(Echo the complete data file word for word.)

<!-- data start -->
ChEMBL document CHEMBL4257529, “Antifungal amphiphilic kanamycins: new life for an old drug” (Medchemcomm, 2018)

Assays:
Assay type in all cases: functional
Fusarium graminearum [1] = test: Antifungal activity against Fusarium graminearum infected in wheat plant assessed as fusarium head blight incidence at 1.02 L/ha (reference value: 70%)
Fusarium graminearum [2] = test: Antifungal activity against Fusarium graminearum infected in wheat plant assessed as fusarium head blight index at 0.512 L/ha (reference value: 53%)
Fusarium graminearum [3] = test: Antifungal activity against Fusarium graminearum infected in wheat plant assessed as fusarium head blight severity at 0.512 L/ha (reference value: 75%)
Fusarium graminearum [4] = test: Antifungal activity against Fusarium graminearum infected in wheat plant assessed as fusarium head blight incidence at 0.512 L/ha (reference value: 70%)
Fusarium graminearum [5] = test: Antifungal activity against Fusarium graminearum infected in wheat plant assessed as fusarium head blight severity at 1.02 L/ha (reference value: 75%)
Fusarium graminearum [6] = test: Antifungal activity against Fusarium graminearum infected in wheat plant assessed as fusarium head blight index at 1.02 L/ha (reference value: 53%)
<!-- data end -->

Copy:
ChEMBL document CHEMBL4257529, “Antifungal amphiphilic kanamycins: new life for an old drug” (Medchemcomm, 2018)

Assays:
Assay type in all cases: functional
Fusarium graminearum [1] = test: Antifungal activity against Fusarium graminearum infected in wheat plant assessed as fusarium head blight incidence at 1.02 L/ha (reference value: 70%)
Fusarium graminearum [2] = test: Antifungal activity against Fusarium graminearum infected in wheat plant assessed as fusarium head blight index at 0.512 L/ha (reference value: 53%)
Fusarium graminearum [3] = test: Antifungal activity against Fusarium graminearum infected in wheat plant assessed as fusarium head blight severity at 0.512 L/ha (reference value: 75%)
Fusarium graminearum [4] = test: Antifungal activity against Fusarium graminearum infected in wheat plant assessed as fusarium head blight incidence at 0.512 L/ha (reference value: 70%)
Fusarium graminearum [5] = test: Antifungal activity against Fusarium graminearum infected in wheat plant assessed as fusarium head blight severity at 1.02 L/ha (reference value: 75%)
Fusarium graminearum [6] = test: Antifungal activity against Fusarium graminearum infected in wheat plant assessed as fusarium head blight index at 1.02 L/ha (reference value: 53%)